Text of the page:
Most of the phone patch facilities in the Pittsburgh area areQuote:> [Moderator's Note: I have always wondered how amateur radio clubs with
> phone patches prevent non-members from using the patch. Do you add
> some sort of additional security digits in the dialing that only
> members of the club would know about? PAT]
closed to club members. There is an access and a dump code that
connects/disconnects the phone line from the repeater system. Many
parts of the country have "open" autopatches. Dialing an * gets you
dial tone and # disconnects you after you have completed your call.
Most open patches restrict toll and long distance calls and as a
matter of routine there is a control operator monitoring while the
call is in progress.
Some systems tape the audio of all calls to satisfy FCC requirements
that you log third party traffic. (Persons who talk over the air but
are not licensed amateurs.) Amateur radio phone patches (manual or
automatic) are not permitted to carry business calls and there has
been much (sometimes heated) debate in the ham community as to what
calls are legal. Most repeater owners consider calling to order a
pizza a business call and prohibit them. Clubs are very careful to
inform users that they are not offering or selling phone service and
the the money collected is used to support the operation of the entire
repeater system of which the phone patch is just another feature.
Many of the repeater controllers are now microprocessor based and
offer bells and whistles like auto-dialing. The user enters the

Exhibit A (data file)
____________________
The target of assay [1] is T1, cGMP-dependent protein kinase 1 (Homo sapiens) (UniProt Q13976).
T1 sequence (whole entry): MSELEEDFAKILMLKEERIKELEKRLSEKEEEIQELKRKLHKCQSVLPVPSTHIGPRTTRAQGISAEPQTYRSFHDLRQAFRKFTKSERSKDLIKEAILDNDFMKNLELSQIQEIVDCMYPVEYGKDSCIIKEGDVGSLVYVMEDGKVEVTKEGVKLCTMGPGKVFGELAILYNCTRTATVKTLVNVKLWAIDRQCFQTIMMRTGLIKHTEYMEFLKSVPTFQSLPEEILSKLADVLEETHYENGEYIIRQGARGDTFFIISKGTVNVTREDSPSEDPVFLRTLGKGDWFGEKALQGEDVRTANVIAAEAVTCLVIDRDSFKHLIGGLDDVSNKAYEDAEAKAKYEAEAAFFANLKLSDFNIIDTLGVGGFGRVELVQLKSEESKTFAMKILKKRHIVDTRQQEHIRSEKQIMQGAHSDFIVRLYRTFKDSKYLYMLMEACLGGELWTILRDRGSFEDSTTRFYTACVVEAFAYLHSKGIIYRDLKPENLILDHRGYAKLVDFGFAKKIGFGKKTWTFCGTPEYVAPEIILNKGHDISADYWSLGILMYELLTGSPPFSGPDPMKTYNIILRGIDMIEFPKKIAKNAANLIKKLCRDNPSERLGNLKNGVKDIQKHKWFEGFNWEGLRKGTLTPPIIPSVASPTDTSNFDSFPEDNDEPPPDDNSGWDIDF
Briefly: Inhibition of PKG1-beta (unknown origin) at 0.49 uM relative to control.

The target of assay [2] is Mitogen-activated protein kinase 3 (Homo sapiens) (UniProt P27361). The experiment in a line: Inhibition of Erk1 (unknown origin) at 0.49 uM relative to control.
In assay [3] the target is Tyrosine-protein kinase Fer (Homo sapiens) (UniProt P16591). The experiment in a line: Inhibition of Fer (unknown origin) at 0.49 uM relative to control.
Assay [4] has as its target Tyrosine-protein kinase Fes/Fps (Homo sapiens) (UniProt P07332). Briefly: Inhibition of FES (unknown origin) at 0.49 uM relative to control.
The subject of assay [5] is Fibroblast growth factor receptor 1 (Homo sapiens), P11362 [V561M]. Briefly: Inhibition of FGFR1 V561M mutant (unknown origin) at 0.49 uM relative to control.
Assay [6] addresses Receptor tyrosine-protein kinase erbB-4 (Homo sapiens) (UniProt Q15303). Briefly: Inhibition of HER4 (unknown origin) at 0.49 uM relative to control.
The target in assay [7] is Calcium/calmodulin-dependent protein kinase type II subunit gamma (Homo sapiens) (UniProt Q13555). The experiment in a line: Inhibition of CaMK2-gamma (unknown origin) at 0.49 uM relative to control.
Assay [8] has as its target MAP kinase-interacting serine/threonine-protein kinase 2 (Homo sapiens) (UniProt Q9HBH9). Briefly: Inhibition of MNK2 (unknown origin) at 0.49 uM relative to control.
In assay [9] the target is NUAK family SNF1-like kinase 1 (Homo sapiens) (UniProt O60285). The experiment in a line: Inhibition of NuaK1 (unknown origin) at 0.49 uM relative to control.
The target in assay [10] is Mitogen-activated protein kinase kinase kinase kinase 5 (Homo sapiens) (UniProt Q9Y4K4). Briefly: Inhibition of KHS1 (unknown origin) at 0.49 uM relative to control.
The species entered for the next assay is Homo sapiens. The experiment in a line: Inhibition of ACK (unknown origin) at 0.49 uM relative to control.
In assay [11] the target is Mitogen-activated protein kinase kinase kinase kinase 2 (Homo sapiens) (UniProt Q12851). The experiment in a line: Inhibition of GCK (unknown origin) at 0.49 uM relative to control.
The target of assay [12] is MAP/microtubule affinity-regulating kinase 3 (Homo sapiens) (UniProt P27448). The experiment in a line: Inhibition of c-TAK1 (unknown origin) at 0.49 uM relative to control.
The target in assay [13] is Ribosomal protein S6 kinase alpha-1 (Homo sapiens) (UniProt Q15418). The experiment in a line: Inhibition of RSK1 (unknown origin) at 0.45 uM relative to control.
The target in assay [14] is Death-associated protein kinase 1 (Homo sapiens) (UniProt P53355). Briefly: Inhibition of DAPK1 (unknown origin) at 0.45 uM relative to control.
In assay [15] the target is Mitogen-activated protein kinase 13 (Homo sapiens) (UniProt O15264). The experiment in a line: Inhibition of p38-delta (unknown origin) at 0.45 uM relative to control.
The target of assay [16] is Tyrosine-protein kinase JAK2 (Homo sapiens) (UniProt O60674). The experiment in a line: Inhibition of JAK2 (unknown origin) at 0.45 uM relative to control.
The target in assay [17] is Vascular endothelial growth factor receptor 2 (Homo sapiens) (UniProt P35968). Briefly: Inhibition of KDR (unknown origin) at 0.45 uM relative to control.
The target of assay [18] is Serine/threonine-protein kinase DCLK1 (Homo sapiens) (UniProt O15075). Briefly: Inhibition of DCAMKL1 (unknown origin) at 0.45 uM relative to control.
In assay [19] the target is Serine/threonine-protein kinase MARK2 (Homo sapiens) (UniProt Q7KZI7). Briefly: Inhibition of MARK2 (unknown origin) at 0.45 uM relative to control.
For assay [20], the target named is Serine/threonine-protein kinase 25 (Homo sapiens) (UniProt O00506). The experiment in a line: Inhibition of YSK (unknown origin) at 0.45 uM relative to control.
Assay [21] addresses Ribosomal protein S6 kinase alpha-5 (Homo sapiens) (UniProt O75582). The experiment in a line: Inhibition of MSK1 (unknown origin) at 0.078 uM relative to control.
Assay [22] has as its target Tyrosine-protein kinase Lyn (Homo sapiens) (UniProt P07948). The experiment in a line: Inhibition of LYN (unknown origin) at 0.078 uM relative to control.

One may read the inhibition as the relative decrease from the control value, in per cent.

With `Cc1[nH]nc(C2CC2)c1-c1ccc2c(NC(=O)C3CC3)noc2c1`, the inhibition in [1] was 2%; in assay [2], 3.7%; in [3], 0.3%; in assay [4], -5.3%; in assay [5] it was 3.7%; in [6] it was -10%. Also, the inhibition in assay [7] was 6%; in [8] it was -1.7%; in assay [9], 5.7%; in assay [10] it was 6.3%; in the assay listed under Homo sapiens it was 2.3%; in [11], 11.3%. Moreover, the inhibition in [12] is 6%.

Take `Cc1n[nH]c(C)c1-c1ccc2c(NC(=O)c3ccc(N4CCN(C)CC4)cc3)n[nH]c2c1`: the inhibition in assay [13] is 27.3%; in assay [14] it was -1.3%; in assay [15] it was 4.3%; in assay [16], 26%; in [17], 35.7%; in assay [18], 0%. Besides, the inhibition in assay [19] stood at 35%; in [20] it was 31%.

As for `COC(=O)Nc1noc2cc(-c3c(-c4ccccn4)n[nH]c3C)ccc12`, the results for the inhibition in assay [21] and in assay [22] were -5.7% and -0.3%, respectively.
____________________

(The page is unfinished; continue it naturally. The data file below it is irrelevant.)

access code followed by a two or three digit code that calls a
preprogrammed number. Some have various police and emergency numbers
on speed dial so you only have to know the three digit code for your
area to get help. There has been a lot of talk about allowing 911 to
bring up the patch and dial either 0 for operator or 911 but so far no
one has implemented it. There are the usual problems of "who should
the 911 code call" and worries about it being abused. It wouldn't
take very many occurrences of someone mashing the PTT button and
pressing 911 then going away before the repeater owner would be
receiving a call from the local telco and emergency agencies involved.
Sad that it might happen but a fact of life.
A friend of mine who has fallen in love with the 6502 processor
and hex code built his own repeater controller. Among the other neat
features he programmed into it he gives each user of the system
her/his own access code to the autopatch and a common single digit
dump code. Each time someone makes a call the controller logs the
user number, date, time, duration, and number called on a printer.
This is probably more that you wanted to know about autopatches. :-)